Lori Silverstein is the type of person who pays attention to her skin. After decades in the beauty supply business, she was quick to notice a bump on her foot.
"I took out my manicure nippers and just said 'oh I'll just you know just chip away at this and it's fine and stuck a band aid on it and Neosporin on it and off I went," Silverstein said.
But the bumps on her foot didn't go away. And after a diagnosis of melanoma, Silverstein underwent years of treatment, including surgery. Finally, after a recurrence, she turned to the Northern California Melanoma Center at St. Mary's Medical Center, Dignity Health in San Francisco.
That's where Lynn Spitler, M.D., recommended an experimental drug called T-Vec, from Amgen. She says the drug is injected directly into the tumor and uses a genetically modified version of the herpes virus to breakdown melanoma cells. "It would target to the tumor cells to the melanoma cells and not go to the normal cells," Spitler said.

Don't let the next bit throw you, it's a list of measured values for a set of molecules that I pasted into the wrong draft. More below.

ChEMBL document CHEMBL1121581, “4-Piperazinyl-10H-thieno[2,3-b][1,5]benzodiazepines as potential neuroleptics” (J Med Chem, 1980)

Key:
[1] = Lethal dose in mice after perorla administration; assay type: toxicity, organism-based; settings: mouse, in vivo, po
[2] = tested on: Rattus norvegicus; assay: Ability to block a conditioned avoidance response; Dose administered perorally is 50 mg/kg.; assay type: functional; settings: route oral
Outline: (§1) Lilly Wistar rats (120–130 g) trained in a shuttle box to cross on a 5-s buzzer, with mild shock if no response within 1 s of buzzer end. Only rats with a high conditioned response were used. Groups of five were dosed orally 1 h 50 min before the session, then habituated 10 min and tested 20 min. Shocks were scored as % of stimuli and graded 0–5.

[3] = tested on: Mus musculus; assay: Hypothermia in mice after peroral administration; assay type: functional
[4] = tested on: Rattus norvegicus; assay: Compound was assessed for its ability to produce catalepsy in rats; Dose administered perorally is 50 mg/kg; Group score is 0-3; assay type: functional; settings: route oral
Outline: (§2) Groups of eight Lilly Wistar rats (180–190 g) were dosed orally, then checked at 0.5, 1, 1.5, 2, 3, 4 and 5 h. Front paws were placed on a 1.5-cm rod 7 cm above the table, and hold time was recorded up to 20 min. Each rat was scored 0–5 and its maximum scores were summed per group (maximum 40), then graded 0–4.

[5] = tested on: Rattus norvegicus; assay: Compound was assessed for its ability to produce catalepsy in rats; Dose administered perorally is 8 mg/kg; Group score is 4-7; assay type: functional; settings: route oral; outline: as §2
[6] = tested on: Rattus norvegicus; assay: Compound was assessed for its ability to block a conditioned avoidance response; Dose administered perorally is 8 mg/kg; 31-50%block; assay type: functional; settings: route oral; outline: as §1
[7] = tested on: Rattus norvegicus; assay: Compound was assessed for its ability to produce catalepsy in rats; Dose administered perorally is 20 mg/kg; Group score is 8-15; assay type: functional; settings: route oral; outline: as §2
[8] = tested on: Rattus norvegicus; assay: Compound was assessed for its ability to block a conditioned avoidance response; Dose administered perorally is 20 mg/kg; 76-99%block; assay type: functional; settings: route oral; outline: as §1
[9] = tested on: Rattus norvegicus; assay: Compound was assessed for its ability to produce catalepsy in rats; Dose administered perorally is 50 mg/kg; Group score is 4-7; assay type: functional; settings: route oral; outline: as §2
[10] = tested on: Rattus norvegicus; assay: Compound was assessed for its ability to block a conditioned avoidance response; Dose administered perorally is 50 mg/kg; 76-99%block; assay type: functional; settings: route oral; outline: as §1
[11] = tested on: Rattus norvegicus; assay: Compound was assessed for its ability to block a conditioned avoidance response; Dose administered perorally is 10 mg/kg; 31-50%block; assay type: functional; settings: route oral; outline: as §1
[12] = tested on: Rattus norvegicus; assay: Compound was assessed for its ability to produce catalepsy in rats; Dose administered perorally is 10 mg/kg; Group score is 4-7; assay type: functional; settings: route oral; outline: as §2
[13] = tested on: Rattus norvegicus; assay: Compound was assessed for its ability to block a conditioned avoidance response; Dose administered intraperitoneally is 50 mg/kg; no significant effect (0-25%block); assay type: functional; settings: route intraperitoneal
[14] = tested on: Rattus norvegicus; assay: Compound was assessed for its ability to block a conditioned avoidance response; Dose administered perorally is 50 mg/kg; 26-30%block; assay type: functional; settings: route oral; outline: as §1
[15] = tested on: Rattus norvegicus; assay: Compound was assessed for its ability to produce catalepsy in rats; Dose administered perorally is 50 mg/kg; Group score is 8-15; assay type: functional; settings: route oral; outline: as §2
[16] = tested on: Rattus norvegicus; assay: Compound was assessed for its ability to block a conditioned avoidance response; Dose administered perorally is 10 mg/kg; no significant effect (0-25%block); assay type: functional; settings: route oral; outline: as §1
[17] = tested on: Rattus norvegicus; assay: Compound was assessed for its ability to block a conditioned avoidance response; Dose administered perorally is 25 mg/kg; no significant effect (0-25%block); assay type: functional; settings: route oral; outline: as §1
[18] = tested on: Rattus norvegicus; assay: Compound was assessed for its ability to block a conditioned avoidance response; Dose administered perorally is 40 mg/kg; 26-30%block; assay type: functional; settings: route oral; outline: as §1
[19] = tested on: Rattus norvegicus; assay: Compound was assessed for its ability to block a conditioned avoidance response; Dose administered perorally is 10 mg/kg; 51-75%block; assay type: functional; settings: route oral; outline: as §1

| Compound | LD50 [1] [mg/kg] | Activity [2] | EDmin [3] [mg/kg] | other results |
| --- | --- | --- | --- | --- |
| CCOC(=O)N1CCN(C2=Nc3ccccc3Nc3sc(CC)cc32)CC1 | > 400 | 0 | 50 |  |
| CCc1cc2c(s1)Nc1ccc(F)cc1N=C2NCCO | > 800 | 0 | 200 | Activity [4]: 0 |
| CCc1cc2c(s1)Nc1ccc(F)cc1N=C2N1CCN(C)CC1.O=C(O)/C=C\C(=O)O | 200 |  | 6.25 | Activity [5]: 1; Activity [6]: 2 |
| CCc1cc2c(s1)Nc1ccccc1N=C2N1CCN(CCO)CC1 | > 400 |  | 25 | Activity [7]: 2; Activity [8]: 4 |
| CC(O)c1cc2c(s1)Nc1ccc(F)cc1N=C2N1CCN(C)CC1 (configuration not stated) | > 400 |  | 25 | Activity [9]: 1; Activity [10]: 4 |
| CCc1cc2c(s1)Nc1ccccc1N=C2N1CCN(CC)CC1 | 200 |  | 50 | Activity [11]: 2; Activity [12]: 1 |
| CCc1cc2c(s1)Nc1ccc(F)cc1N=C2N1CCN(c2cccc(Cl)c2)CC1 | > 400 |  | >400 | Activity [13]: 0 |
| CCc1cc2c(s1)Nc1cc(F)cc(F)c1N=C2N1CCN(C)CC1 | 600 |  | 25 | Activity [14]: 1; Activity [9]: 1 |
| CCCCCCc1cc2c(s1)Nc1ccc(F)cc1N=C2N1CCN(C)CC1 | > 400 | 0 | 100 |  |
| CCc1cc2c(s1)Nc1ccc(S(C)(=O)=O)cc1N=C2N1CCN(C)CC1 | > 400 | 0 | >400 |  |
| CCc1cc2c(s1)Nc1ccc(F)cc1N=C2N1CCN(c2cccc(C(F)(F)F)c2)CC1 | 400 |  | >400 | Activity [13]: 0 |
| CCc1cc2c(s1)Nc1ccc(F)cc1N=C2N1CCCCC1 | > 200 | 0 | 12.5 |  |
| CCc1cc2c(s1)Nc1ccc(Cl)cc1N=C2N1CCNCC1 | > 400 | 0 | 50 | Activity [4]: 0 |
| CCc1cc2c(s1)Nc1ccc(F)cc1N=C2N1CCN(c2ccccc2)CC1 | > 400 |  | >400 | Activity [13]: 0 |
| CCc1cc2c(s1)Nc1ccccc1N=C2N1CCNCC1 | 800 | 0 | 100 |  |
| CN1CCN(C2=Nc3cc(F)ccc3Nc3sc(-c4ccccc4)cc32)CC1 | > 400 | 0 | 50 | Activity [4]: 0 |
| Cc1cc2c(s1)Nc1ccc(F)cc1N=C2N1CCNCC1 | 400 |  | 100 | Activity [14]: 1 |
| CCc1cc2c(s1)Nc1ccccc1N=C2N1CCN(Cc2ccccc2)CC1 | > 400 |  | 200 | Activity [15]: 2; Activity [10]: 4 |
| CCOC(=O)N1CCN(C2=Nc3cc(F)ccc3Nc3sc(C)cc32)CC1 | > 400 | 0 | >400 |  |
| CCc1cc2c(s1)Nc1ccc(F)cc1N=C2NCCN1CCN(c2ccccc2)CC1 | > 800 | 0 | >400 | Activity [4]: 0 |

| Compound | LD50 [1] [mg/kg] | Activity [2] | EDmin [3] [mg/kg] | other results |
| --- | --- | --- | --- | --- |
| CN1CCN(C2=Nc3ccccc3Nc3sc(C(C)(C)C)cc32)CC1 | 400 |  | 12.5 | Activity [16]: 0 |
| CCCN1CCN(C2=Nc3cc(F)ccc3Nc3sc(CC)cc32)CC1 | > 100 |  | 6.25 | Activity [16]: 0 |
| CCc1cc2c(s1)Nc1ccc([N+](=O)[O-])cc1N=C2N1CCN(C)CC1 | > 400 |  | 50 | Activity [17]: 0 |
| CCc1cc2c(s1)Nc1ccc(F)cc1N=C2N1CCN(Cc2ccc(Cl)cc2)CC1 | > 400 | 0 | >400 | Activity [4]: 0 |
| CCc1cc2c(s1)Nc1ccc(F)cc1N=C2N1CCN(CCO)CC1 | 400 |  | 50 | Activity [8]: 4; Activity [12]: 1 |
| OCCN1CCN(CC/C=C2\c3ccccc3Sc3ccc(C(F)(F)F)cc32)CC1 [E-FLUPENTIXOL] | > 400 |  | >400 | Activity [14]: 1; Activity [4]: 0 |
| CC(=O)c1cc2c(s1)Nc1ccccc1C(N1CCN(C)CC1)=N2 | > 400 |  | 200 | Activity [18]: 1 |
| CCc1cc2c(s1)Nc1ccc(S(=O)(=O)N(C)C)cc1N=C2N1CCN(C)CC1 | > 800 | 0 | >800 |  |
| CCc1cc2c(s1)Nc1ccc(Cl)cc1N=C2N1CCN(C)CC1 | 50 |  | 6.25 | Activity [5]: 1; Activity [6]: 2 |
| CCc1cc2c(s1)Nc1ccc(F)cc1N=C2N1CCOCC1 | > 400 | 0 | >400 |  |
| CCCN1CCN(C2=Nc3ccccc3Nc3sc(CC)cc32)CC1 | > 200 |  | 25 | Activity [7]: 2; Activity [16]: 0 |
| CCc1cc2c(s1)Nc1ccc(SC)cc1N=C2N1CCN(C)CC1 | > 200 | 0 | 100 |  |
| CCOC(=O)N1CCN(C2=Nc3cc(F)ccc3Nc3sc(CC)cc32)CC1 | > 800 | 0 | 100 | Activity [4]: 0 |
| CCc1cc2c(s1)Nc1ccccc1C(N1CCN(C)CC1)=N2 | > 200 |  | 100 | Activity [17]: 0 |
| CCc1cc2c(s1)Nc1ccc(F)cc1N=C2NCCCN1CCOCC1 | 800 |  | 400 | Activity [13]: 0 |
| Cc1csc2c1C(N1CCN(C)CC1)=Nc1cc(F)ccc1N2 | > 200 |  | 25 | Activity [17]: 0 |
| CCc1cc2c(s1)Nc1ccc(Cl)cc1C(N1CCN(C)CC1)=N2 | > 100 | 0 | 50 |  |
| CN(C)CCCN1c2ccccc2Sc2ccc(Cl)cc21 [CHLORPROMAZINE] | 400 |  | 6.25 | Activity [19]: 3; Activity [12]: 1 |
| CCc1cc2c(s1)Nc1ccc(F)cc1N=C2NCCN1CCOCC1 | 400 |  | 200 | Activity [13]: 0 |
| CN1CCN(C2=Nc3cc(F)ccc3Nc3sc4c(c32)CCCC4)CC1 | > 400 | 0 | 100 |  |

While fewer than 20 percent of patients experienced the full benefit during clinical trial, she says the drug showed the ability to shrink both the injected tumors and also satellite tumors on other parts of the body. With multiple tumors, Silverstein odds of survival were estimated at less than 50/50. "We injected both of those tumors every two weeks and over that period of time they gradually went away and they went away completely," Spitler said.
Spitler believes T-Vec may be ultimately be combined with other newly emerging melanoma drugs to enhance the effect. In the meantime, Silverstein is back running her retail stores cancer free for the last five years. "Did this drug save my life, I would say yes," she said.
An advisory panel to the FDA recently recommended approval for T-Vec, but the full FDA board must still make the final decision.
Written and produced by Tim Didion.
Experimental drug T-Vec offers hope for melanoma
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